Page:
On March 8th, 1911, the first International Women’s Day was celebrated to acknowledge women’s struggles. Today, International Women’s Day is a global celebration of women’s accomplishments and advancements towards equality.
The Halton Social Planning Council believes it is important to review new policy initiatives in the different social sectors in order to understand the totality and complexity of the changes being recommended in our province. On this day of celebrating women’s achievements, the Halton Social Planning Council wishes to bring to your attention those policies under consideration by the Government of Ontario to provide a framework of action for the prevention of violence against women. These policy recommendations are presented in the recent McGuire Report.
The McGuire Report, Framework for Action on the Prevention of Violence Against Women in Ontario, has not been well received by those working in the area of violence against women. The recommendations in this report demonstrate policy development through exclusion. The concerns and experiences of those who work with abused women and those who have survived abuse speak to the serious omissions in this report. Representatives from the Halton Violence Prevention Council, of which the Halton Social Planning Council is a member, have prepared this Community Dispatch to share their concerns about the impact of proposed policies on women in Halton and on the agencies that provide violence against women services.
The McGuire Report suggests:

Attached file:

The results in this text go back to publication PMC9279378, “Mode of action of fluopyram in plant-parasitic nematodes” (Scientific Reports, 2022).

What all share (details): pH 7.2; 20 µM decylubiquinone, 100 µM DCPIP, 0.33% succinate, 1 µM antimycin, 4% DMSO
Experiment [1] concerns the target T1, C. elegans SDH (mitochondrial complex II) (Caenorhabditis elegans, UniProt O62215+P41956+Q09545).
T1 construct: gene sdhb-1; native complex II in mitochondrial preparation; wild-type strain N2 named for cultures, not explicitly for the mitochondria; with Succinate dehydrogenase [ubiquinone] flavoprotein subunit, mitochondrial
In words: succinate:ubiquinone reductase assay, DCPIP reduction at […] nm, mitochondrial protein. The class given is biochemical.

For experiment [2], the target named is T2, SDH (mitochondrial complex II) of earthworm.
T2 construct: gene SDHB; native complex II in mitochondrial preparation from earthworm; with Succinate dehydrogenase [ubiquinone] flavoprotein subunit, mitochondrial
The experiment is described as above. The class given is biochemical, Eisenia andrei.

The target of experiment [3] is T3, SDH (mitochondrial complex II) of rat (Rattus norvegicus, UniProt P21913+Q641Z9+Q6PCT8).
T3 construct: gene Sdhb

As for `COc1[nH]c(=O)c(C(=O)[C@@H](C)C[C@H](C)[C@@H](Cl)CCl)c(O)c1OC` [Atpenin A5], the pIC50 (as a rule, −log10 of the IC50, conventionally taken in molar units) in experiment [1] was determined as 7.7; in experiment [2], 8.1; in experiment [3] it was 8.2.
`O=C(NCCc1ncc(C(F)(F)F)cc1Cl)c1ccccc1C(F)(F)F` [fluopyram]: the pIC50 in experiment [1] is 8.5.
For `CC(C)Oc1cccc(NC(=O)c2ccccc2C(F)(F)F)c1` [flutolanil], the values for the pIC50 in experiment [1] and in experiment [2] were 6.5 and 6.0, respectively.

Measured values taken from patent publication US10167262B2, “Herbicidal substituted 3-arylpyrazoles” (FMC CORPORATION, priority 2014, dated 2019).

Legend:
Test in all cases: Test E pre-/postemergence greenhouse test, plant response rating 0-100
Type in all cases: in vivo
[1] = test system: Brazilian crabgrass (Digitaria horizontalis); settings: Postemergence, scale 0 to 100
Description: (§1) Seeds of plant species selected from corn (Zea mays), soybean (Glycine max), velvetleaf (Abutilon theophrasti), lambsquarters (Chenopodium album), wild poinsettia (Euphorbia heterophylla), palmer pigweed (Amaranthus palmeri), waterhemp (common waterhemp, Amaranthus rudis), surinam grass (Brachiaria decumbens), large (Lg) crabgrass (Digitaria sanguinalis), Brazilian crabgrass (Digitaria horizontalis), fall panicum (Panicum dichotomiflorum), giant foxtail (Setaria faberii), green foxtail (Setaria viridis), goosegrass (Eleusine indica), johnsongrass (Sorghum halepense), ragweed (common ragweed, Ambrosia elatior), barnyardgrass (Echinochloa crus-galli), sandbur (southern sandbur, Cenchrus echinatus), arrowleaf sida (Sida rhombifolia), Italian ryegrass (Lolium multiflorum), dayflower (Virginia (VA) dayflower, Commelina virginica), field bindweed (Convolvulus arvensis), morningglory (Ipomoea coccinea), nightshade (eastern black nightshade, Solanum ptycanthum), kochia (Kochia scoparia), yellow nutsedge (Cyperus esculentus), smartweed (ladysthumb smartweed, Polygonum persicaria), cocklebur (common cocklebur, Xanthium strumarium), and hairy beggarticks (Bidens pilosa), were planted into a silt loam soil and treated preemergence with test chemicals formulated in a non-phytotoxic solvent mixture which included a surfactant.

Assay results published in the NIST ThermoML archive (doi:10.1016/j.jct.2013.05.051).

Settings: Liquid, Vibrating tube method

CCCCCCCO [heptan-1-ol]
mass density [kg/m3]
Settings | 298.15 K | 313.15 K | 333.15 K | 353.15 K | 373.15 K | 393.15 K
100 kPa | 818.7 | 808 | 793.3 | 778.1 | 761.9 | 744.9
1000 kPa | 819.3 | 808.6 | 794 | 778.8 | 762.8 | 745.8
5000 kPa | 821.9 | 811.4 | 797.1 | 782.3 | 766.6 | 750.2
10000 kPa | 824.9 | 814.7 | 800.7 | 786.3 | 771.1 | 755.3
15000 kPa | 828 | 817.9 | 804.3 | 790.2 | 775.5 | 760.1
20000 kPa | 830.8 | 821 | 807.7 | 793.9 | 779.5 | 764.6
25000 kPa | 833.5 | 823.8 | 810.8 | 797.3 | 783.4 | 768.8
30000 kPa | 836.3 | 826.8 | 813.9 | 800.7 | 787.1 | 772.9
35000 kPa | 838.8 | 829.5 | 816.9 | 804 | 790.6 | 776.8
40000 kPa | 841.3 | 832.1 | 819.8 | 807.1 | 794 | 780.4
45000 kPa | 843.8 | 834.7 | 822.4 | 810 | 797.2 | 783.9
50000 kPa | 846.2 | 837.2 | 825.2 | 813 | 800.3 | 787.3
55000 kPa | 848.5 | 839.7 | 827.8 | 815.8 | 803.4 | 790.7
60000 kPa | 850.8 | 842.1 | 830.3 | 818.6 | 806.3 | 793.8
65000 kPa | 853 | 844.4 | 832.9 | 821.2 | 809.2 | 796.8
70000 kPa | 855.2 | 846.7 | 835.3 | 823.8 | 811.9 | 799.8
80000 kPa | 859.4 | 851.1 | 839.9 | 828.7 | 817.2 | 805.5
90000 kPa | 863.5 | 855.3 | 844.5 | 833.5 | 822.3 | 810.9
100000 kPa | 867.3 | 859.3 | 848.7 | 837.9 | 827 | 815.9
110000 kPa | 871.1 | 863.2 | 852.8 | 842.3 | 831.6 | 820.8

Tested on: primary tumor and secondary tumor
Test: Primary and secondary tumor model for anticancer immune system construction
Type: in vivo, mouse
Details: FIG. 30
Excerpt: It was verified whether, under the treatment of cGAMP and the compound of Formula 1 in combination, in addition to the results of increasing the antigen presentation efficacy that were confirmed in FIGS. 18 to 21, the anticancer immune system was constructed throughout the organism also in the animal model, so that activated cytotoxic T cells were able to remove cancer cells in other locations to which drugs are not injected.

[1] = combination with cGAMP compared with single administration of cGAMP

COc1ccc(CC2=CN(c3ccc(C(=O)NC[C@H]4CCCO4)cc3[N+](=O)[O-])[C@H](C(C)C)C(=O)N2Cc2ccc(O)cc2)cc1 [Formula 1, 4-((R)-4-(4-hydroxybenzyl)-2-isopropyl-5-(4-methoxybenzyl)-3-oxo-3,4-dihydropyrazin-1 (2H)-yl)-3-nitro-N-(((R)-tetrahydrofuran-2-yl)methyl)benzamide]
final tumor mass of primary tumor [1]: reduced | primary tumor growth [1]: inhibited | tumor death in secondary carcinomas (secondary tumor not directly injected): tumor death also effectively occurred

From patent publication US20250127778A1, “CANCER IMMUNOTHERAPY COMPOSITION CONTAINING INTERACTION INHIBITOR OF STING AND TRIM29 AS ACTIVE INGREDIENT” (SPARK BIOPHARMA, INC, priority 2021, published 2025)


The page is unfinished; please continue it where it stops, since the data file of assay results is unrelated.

- Collaboration and coordination of services is not occurring. The report fails to recognize or build on the work already done in many communities across the province. In Halton, violence against women services have been very active in collaboration and coordination to ensure that Halton residents receive the best possible range and quality of services. These agencies and groups are dedicated to helping women and children survive, recover and grow following the experiences of abuse and violence.
- Services foster dependency. At present, services in Halton are focused on promoting women’s self-reliance. Empowerment is central in all facets of service as providers recognize that their role is time limited and women need to develop skills that are life long.
- Gender analysis is not significant for the development of programs and services. We believe that gender analysis is imperative in violence against women services. It has taken many years and much hard work to come to an awareness and understanding of the issues associated with violence against women. The elimination of gender analysis would be a damaging shift backward in the design and provision of services. This could result in abused women receiving services from providers whose expertise, experience and interest are not in this field, thus resulting in situations where providers do not understand the dynamics of abusive situations.
- Decriminalization of wife assault. This recommendation is shocking. There is a need for police enforcement and protection services to be enhanced, not reduced, in an effort to stop the abuse and to ensure safety.
- Women should depend on family, friends and community neighbours for support. This recommendation is irresponsible. Clearly, violence against women programs and services have been developed to meet needs that were not being met through informal relationships such as friends and neighbours. This recommendation indicates a lack of sensitivity to both the emotional and physical needs of abused women and their desire for confidentiality and anonymity. This is an example of uninformed policy development removed from the insights of service providers and women, victims of abuse.